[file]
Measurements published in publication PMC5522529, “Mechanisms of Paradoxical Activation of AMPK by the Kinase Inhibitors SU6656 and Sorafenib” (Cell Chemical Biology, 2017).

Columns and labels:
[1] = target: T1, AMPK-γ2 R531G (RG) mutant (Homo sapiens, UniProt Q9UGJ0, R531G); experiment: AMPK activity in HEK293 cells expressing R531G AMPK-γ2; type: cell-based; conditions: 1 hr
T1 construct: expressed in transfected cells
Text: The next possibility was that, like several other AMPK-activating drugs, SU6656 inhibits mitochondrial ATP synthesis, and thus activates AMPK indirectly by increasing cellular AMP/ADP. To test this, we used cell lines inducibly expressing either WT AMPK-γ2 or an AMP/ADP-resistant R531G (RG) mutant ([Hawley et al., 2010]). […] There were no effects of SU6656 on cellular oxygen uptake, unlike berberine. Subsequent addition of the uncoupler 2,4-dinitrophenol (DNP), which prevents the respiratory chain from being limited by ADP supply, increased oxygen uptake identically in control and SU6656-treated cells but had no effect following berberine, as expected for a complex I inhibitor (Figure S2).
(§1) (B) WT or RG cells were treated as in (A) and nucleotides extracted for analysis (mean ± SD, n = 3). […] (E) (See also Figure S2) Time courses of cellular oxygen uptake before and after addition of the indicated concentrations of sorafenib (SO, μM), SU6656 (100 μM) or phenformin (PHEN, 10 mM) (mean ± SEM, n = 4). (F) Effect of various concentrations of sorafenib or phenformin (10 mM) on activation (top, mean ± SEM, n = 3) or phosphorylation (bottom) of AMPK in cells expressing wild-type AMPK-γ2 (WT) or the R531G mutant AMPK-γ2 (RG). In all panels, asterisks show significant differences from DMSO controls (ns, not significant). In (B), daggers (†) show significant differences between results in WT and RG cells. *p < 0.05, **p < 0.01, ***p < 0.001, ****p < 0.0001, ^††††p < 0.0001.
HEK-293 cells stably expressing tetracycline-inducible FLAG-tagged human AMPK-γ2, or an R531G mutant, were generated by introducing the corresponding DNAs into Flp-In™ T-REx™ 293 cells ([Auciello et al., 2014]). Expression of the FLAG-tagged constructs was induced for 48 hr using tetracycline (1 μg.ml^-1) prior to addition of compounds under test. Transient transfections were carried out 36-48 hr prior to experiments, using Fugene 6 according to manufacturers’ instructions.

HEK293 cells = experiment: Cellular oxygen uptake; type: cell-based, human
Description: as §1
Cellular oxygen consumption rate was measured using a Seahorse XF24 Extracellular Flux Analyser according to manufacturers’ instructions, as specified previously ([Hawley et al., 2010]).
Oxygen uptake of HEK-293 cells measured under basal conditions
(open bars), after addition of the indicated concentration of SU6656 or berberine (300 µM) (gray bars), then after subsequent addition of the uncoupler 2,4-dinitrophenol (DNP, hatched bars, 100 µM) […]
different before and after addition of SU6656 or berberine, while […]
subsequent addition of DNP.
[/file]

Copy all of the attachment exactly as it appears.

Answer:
Measurements published in publication PMC5522529, “Mechanisms of Paradoxical Activation of AMPK by the Kinase Inhibitors SU6656 and Sorafenib” (Cell Chemical Biology, 2017).

Columns and labels:
[1] = target: T1, AMPK-γ2 R531G (RG) mutant (Homo sapiens, UniProt Q9UGJ0, R531G); experiment: AMPK activity in HEK293 cells expressing R531G AMPK-γ2; type: cell-based; conditions: 1 hr
T1 construct: expressed in transfected cells
Text: The next possibility was that, like several other AMPK-activating drugs, SU6656 inhibits mitochondrial ATP synthesis, and thus activates AMPK indirectly by increasing cellular AMP/ADP. To test this, we used cell lines inducibly expressing either WT AMPK-γ2 or an AMP/ADP-resistant R531G (RG) mutant ([Hawley et al., 2010]). […] There were no effects of SU6656 on cellular oxygen uptake, unlike berberine. Subsequent addition of the uncoupler 2,4-dinitrophenol (DNP), which prevents the respiratory chain from being limited by ADP supply, increased oxygen uptake identically in control and SU6656-treated cells but had no effect following berberine, as expected for a complex I inhibitor (Figure S2).
(§1) (B) WT or RG cells were treated as in (A) and nucleotides extracted for analysis (mean ± SD, n = 3). […] (E) (See also Figure S2) Time courses of cellular oxygen uptake before and after addition of the indicated concentrations of sorafenib (SO, μM), SU6656 (100 μM) or phenformin (PHEN, 10 mM) (mean ± SEM, n = 4). (F) Effect of various concentrations of sorafenib or phenformin (10 mM) on activation (top, mean ± SEM, n = 3) or phosphorylation (bottom) of AMPK in cells expressing wild-type AMPK-γ2 (WT) or the R531G mutant AMPK-γ2 (RG). In all panels, asterisks show significant differences from DMSO controls (ns, not significant). In (B), daggers (†) show significant differences between results in WT and RG cells. *p < 0.05, **p < 0.01, ***p < 0.001, ****p < 0.0001, ^††††p < 0.0001.
HEK-293 cells stably expressing tetracycline-inducible FLAG-tagged human AMPK-γ2, or an R531G mutant, were generated by introducing the corresponding DNAs into Flp-In™ T-REx™ 293 cells ([Auciello et al., 2014]). Expression of the FLAG-tagged constructs was induced for 48 hr using tetracycline (1 μg.ml^-1) prior to addition of compounds under test. Transient transfections were carried out 36-48 hr prior to experiments, using Fugene 6 according to manufacturers’ instructions.

HEK293 cells = experiment: Cellular oxygen uptake; type: cell-based, human
Description: as §1
Cellular oxygen consumption rate was measured using a Seahorse XF24 Extracellular Flux Analyser according to manufacturers’ instructions, as specified previously ([Hawley et al., 2010]).
Oxygen uptake of HEK-293 cells measured under basal conditions
(open bars), after addition of the indicated concentration of SU6656 or berberine (300 µM) (gray bars), then after subsequent addition of the uncoupler 2,4-dinitrophenol (DNP, hatched bars, 100 µM) […]
different before and after addition of SU6656 or berberine, while […]
subsequent addition of DNP.